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Martin John Englert, Jefferies LLC, Research Division - Equity Analyst [12]

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Okay. That's helpful in understanding the cadence there. And then when you look at your downstream end users, any insights into their inventory positions and plans over the next couple of quarters, both as you think about their metals inventories that they're holding as well as finished goods that are containing metals further downstream?

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Edward J. Lehner, Ryerson Holding Corporation - President & CEO [13]

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Yes. I'm going to ask Mike and Kev to comment on that in just a minute. But I would say, in general, moving through the fourth quarter at least, I think people are still adjusting their inventories lower.

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Michael J. Burbach, Ryerson Holding Corporation - President of North-West Region [14]

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Yes, Martin. This is Mike, again. I agree with that. I think with the price uncertainty that we've seen, there seems to be a correlation with how people approach their inventories when they think tomorrow's price is going to be lower. So I think just given the time of year, some of the uncertainty in the market place, there is a trend right to lean out inventories, but it really is a customer-by-customer situation. I've heard people taking them down. I've heard other people thinking differently, so -- but generally, if there was an overall trend, I would say, given the time of year, you would see little bit of a retraction on the inventory levels.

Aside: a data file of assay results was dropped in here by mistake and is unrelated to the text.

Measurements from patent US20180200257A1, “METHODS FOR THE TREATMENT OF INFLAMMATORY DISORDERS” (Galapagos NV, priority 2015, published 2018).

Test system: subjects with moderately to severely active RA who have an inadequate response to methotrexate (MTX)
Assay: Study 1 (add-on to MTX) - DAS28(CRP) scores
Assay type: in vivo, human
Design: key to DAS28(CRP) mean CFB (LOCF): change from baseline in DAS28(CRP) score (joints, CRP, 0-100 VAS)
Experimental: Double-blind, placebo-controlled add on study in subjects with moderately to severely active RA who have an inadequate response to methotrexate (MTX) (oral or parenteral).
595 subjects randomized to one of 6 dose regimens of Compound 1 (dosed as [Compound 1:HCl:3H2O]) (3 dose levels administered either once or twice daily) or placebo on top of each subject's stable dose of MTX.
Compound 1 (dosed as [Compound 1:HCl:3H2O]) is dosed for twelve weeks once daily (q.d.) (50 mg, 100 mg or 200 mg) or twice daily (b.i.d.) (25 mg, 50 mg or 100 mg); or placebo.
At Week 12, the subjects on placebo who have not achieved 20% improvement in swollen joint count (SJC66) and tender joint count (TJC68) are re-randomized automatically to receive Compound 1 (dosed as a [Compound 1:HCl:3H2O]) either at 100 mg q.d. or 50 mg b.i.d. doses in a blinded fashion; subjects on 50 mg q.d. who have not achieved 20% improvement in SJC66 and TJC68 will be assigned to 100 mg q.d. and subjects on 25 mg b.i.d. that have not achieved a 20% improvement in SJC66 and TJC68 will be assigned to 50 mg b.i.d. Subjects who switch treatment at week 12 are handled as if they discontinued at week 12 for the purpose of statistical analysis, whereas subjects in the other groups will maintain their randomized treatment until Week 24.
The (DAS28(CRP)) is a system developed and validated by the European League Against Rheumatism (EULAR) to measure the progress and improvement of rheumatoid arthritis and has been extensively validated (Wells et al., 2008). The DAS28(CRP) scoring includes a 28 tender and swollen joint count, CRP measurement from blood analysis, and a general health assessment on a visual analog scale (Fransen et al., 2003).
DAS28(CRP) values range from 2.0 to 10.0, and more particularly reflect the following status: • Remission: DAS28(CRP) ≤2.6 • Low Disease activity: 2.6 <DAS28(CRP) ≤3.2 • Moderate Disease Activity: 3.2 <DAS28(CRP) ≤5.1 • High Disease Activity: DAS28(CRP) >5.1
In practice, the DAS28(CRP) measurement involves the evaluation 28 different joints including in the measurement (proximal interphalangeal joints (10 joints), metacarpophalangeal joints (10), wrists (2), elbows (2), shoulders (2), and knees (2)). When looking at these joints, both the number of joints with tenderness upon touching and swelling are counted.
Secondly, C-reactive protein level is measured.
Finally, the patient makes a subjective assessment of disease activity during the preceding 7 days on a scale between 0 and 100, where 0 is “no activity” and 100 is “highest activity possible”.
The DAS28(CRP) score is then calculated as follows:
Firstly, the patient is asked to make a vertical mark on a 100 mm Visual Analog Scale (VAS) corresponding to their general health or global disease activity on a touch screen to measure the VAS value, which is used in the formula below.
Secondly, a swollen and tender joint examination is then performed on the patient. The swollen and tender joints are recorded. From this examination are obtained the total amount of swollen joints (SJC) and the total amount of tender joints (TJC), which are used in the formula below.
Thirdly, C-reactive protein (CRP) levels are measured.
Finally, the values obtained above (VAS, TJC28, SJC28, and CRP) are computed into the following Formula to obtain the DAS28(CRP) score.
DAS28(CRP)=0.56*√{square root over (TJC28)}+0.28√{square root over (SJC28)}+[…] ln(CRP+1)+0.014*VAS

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Kevin D. Richardson, Ryerson Holding Corporation - President of South-East Region [15]

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Hey, Martin. Kevin. One other thing that I would add is I think with the drop in the CRU and Eddie referenced some of the historical numbers and where it is right now, I think there is consensus in the marketplace with our customers, thinking that it's got to be closer to the bottom in terms of more -- there's going to be more to the upside than there is to the downside. So just in the last week or 10 days, we're starting to see some contract customers getting ready to make a move and commit going into next year.

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Edward J. Lehner, Ryerson Holding Corporation - President & CEO [16]